MAR Review Reflections
APRIL 09, 2021

By Prof. Filippo Annunziata, Professor of Financial Markets and Banking Legislation at Bocconi University, Milan

The Market Abuse Regulation (“MAR”), introduced in 2014 with the precise intention of setting forth uniform rules in the Union on market abuse, is now at the centre of profound reflections in view of its possible revision. In a relatively short period of time, both the High Level Forum, an expert group established by the European Commission to feed into the work of the future Capital Markets Union policies, and European Securities and Markets Authority (ESMA) have given their advice on the topic.

ESMA’s assessment of the state of the Regulation (provided in response to the Commission’s request) is overall positive. The cornerstone of the Regulation is clearly identified in the notion of “inside information”. Whereby ESMA considers that this definition has functioned well, and does not require any major amendments, on different grounds the High Level Forum proposes to: (i) clarify that price-sensitive information is information that a rational investor would be likely to consider relevant for the long-term fundamental value of the issuer, and to (ii) provide for a safe harbour in relation to the obligation to disseminate the so-called “preliminary information”, leaving ESMA with the task of defining the content of this notion.

The ESMA Report also contains interesting data in relation to the notifications of delayed disclosure received from 2016 by National Authorities according to art. 17(4) MAR. The Report highlights the existence of discrepancies in the practice of the Member States and anticipates the issue of Guidelines on several, relevant profiles connected with the delay (time frame; the notion of legitimate interest; evaluation of the need not to mislead the public; and the treatment of rumours). The role of soft law seems bound to increase in the context of the MAR regime.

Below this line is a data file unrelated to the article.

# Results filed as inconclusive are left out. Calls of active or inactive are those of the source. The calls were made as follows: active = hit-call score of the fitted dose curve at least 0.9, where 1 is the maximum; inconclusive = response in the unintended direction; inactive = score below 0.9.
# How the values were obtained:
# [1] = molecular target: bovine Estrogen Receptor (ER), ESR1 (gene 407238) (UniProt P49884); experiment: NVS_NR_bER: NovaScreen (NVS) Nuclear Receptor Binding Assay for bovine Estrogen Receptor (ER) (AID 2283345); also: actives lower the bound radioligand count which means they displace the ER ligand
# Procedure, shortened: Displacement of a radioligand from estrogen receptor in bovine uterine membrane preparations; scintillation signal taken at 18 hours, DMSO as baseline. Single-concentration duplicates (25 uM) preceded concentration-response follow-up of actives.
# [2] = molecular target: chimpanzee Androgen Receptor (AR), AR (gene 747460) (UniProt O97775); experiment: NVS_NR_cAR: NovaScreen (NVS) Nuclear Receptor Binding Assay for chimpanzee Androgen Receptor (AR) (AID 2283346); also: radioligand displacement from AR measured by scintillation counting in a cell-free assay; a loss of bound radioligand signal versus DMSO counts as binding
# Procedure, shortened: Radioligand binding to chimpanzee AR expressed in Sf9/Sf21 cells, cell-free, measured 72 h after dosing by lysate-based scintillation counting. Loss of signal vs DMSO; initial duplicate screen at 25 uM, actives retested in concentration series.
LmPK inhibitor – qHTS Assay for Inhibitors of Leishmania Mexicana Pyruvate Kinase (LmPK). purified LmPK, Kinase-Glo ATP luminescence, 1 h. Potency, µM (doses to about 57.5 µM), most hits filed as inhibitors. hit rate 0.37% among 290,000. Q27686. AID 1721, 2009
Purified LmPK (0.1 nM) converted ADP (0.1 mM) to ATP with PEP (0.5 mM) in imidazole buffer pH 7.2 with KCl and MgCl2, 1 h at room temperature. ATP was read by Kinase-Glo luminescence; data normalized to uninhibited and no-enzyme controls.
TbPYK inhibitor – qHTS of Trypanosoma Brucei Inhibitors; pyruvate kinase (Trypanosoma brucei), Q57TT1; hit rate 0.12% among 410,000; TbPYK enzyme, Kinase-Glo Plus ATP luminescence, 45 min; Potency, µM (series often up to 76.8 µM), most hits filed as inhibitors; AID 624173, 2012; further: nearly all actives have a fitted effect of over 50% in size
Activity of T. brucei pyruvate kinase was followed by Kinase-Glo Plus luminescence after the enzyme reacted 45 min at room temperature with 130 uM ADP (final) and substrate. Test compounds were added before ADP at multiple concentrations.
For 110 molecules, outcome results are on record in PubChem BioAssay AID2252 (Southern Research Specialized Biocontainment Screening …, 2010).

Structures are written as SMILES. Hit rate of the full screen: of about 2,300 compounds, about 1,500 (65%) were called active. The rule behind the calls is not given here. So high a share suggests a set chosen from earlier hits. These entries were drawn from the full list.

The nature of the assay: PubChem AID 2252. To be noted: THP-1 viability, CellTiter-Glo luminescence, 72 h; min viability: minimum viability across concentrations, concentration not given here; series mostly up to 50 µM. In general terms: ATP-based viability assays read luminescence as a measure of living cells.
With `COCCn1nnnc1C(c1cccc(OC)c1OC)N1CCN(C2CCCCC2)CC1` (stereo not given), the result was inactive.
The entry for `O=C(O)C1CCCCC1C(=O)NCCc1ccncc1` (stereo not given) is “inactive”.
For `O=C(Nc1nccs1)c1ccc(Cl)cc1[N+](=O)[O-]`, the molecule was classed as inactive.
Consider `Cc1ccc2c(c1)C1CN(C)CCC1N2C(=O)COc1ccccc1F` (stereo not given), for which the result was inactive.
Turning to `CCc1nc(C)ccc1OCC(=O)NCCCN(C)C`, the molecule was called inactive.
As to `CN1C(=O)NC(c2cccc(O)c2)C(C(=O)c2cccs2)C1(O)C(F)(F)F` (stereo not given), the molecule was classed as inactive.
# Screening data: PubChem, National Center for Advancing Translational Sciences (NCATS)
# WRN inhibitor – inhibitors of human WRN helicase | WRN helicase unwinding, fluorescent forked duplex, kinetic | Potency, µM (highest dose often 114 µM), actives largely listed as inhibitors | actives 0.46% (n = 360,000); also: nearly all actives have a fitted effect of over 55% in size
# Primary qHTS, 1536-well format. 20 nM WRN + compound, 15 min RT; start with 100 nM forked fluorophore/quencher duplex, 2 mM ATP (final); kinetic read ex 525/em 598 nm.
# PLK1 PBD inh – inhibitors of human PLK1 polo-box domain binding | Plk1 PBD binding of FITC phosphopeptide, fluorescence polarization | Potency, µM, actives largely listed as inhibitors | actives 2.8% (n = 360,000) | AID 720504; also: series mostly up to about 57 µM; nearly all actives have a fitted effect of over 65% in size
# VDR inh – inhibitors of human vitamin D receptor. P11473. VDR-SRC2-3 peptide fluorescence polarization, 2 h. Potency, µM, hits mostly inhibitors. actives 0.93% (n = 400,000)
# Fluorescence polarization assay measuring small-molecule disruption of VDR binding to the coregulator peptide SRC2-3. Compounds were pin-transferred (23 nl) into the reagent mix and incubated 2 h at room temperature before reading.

The ESMA Report highlights the centrality of the issuer’s internal organisational structures for the fulfillment of the obligations deriving from the MAR: a profile, in our opinion, essential. The Report also raises the issue as to whether MAR should formulate an explicit duty upon issuers to set up adequate internal safeguards and procedures. The answer to the question is negative: however, we believe that such a duty, if clearly integrated in MAR, would strengthen the effectiveness of the Regulation and foster its uniform application in the Union. It could also help to clarify several profiles linked to the private enforcement of MAR: an essential profile, for the moment entirely left to national law. The fact that the Report brings this issue to light is, in any case, per se significant, and needs to be singled out.

Ultimately, the launch of such extensive reflections on possible revisions of the MAR shows that the subject of market abuse is still fluid, and that the Regulation is destined to keep on evolving in terms of its interpretation and application. For the moment, scholars and operators can be sure that, in the near future, they will not fall short of significant food for thought on these topics.

Prof. Filippo Annunziata is a Professor of Financial Markets and Banking Legislation at Bocconi University, Milan. His main interests revolve around most areas of Financial markets and Banking regulation, with a particular focus on capital markets legislations (investment funds, investment services, public offerings, trading venues). He has also been extensively engaged with market abuse regulation, corporate governance, and EU Banking Supervision. Prof. Annunziata recently participated in the webinar “Market Abuse Regulation (MAR) Review” organised by the MFSA’s Financial Supervisors Academy.